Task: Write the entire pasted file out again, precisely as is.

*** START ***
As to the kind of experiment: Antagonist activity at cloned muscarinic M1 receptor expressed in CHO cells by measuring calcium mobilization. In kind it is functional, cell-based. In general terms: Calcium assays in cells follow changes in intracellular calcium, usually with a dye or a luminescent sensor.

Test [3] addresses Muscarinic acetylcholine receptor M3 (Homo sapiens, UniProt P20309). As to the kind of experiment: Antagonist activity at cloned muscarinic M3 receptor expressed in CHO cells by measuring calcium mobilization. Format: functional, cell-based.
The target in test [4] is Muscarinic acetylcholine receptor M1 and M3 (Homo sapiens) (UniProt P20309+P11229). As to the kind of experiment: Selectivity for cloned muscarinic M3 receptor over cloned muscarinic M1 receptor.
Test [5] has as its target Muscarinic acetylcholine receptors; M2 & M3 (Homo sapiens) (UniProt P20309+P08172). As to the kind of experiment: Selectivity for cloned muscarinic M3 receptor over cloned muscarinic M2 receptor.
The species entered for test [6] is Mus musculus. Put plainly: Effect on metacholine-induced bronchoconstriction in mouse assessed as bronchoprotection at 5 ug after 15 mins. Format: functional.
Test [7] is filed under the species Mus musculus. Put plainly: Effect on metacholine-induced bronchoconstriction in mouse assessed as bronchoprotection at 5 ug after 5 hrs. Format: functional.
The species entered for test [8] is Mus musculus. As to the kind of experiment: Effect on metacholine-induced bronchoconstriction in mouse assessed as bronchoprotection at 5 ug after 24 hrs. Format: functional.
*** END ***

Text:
As to the kind of experiment: Antagonist activity at cloned muscarinic M1 receptor expressed in CHO cells by measuring calcium mobilization. In kind it is functional, cell-based. In general terms: Calcium assays in cells follow changes in intracellular calcium, usually with a dye or a luminescent sensor.

Test [3] addresses Muscarinic acetylcholine receptor M3 (Homo sapiens, UniProt P20309). As to the kind of experiment: Antagonist activity at cloned muscarinic M3 receptor expressed in CHO cells by measuring calcium mobilization. Format: functional, cell-based.
The target in test [4] is Muscarinic acetylcholine receptor M1 and M3 (Homo sapiens) (UniProt P20309+P11229). As to the kind of experiment: Selectivity for cloned muscarinic M3 receptor over cloned muscarinic M1 receptor.
Test [5] has as its target Muscarinic acetylcholine receptors; M2 & M3 (Homo sapiens) (UniProt P20309+P08172). As to the kind of experiment: Selectivity for cloned muscarinic M3 receptor over cloned muscarinic M2 receptor.
The species entered for test [6] is Mus musculus. Put plainly: Effect on metacholine-induced bronchoconstriction in mouse assessed as bronchoprotection at 5 ug after 15 mins. Format: functional.
Test [7] is filed under the species Mus musculus. Put plainly: Effect on metacholine-induced bronchoconstriction in mouse assessed as bronchoprotection at 5 ug after 5 hrs. Format: functional.
The species entered for test [8] is Mus musculus. As to the kind of experiment: Effect on metacholine-induced bronchoconstriction in mouse assessed as bronchoprotection at 5 ug after 24 hrs. Format: functional.